Did you ever retake an exam because somebody somewhere leaked the question paper? Oh boy! This is probably the worst reason possible to repeat a test. Months of hard work gone down the drain because of one person’s lack of ethics.

Apart from the irritating aspect of preparing once again to retake the exam, something like this also undermines your confidence in a test. This shaken confidence feeling further extends to the authority that oversees these competitive exams. In the case of the SAT, it is the College Board, the sole authority regarding everything SAT.

There have been breaches in the past on the SAT security too. The College Board has competently handled these issues. It has further strengthened its security protocols both before and on the day of the exam. For most part, as a diligent student aiming for an admission in a good college, you really do not have to bother about these issues. Just that, having the knowledge regarding these instances and the measures is ‘good to know’ to retain your confidence in the exam. How will you perform if you don’t trust the examiner?

Let’s look at key measures taken to maintain and retain SAT security:-

Intended Purpose

The SAT is mainly taken by millions of students worldwide to apply for higher education. This is the only and actual intended purpose of the SAT. But there are other reasons why someone takes the SAT. There are people who take the SAT to understand how it is modeled, like educators for instance. Their purpose is to know the pattern of the SAT so they can train students better to crack the SAT. There are other people who take the SAT for state funding. College Board has clear intended purpose policy that helps decide on the test dates based on the reason one is taking the exam.  Anyone found in breach of this policy stands the risk of score cancellation.

Question and Answer Service (QAS)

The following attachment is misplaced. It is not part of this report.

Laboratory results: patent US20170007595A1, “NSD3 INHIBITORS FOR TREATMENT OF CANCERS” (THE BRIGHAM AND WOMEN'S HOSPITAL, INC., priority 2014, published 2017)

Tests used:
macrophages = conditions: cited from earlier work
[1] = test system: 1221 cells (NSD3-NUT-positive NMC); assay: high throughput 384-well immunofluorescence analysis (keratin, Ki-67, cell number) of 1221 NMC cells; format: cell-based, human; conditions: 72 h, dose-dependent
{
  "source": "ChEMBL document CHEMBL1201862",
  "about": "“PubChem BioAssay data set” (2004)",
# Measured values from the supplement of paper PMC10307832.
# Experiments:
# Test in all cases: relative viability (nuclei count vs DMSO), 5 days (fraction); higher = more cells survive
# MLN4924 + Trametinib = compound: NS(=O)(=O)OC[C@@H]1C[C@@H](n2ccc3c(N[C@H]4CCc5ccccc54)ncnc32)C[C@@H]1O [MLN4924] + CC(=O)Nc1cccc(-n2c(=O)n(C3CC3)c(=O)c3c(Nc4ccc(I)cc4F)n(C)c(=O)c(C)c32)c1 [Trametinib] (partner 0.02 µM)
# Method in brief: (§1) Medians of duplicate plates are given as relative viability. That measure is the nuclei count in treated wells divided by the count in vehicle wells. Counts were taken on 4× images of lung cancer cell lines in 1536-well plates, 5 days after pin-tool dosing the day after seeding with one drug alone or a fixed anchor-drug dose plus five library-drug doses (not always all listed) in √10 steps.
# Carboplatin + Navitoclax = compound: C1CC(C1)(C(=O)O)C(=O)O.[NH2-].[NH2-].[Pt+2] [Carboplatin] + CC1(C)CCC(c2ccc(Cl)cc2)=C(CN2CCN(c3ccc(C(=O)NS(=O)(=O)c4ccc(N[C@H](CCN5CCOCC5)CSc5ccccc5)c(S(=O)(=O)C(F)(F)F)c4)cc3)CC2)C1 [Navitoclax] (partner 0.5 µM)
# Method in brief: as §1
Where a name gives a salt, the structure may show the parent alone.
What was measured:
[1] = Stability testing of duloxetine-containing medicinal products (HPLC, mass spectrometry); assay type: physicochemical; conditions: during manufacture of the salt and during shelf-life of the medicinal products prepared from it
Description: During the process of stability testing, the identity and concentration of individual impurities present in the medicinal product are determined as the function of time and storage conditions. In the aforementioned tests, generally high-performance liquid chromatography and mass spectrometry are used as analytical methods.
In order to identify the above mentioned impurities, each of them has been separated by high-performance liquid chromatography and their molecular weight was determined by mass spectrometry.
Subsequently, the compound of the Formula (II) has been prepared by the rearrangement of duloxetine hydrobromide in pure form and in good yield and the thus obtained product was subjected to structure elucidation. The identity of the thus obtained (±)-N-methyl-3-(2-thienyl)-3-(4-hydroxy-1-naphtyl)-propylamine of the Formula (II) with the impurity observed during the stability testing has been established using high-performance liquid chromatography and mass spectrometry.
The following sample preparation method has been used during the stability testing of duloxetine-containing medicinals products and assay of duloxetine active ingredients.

Question and Answer or QAS service in short, is the only exception to the rule of ‘never ever disclose any question on the SAT’. The disclosure by any means – text, SMS, email, chat or any other electronic/non electronic forms is not accepted. If you are found doing any of these (which I hope not!) your SAT exam and scores if applicable are cancelled. College Board provides a clear policy on QAS and how to go about it.  

These two points are super critical and hence important to understand from the point of view of a student. Your actions and choices before taking up the SAT need to factor in these two points.

There are other key security measures that are active on the SAT exam day and during the exam.

Photo ID

The photo ID is the most primary and a key tool to root out miscreants whose intention is plain mischief and not taking the SAT.  College board is particular that the photo should match the person reporting for the test. There are no two ways to go about this policy.

Ordered Tests

The SAT exam sections are ordered in a manner and the student is expected to respect and follow this order. You should not skip this order for your own sake. If found doing so, your exam stands cancelled.

Timed Tests

All sections of the SAT are timed. No student can go to the next section if he/she has few spare minutes on hand. The way the exam is designed it is not possible to do it. If you are one of those geniuses who somehow manage to do this, then the penalty is score cancellation.

Calculator, Mobile and Electronic Devices

You are allowed to use a calculator on the SAT, provided the calculator falls under the guidelines as mentioned by the College Board. Mobiles are a strict no. Then there are electronic devices. Should you carry your favorite mp3 player to the SAT? Well, you are going to the exam center to write a competitive exam and not for recreation, so the answer is no. Read up on the College Board’s phone and electronic device policy.

The College Board is proactive in scanning through various security threats that keep emerging, including cyber threats for paper leaks. It has taken various measures to maintain the sanctity of the SAT.

Some of new policies revised and made public in February 2017 include:-
  • Increased number of audits for test centers across the world

  • Collaborating with colleges with respect to student identity and reporting misuse

  • Anonymous reporting of malicious activity regarding the SAT

  • Taking in the cooperation of US law enforcement agencies to identify, report and act against people/parties responsible for breaches

It is really important for you as a student to identify all points that can lead to confidentiality breach with respect to SAT and not be a party to it. Your focus as an aspiring student should be to crack the SAT with best scores. You do your bit and let security measures taken by the College Board be your guardian.



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